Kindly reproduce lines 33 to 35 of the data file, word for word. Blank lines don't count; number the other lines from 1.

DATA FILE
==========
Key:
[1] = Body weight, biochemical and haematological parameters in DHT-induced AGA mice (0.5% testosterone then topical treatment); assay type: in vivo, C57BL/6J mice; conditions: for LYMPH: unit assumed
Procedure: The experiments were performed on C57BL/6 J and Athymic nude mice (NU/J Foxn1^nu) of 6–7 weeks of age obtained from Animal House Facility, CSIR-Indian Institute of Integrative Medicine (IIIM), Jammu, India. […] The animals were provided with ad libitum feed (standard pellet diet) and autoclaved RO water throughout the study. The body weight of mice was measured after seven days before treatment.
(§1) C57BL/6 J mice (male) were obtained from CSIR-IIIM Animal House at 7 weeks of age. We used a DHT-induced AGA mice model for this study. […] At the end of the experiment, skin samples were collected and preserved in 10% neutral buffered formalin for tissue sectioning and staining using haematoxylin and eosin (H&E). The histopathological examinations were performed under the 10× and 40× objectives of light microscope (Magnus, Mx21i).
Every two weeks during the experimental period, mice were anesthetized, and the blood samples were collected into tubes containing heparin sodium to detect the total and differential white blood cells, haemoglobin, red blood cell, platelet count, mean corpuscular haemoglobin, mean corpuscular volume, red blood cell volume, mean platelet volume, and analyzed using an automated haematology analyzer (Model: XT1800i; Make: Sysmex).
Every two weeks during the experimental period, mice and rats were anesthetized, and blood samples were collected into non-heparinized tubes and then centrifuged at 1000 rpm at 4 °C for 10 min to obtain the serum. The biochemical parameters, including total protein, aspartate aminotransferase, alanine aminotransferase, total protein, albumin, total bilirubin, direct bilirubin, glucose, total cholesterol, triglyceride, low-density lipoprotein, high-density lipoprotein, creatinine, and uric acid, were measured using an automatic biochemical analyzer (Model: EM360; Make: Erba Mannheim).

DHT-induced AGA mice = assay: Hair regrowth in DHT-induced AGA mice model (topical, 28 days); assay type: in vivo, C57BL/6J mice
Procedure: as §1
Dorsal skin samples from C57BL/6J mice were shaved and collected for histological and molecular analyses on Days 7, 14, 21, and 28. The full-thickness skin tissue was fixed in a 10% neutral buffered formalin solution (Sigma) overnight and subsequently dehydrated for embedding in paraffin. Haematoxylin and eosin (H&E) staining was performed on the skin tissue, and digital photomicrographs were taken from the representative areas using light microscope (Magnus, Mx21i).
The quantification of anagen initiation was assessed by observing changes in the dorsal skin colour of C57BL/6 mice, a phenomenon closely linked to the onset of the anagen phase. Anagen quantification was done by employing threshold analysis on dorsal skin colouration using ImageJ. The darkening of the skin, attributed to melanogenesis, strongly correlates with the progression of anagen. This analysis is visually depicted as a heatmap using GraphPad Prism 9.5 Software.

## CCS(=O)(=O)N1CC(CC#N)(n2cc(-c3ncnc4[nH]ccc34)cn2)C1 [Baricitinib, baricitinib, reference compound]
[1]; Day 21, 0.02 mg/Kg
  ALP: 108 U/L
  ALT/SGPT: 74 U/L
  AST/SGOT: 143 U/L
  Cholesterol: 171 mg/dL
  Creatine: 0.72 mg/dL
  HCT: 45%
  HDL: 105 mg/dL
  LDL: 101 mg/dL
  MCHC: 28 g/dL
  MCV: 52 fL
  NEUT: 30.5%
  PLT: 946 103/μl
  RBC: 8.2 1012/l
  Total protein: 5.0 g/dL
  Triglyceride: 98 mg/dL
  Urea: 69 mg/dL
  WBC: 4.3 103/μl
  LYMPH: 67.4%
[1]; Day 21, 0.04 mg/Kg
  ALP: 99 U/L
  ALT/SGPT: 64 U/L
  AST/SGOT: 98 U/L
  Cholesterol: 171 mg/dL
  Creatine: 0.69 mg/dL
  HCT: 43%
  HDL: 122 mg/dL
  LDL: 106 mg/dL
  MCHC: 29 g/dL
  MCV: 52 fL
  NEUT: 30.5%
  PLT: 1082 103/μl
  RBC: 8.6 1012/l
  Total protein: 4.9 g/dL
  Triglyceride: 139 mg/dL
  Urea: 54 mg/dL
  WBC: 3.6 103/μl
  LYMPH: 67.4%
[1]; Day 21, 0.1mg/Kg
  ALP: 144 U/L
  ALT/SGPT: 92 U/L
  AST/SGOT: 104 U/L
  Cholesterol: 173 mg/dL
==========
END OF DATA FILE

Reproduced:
  ALT/SGPT: 64 U/L
  AST/SGOT: 98 U/L
  Cholesterol: 171 mg/dL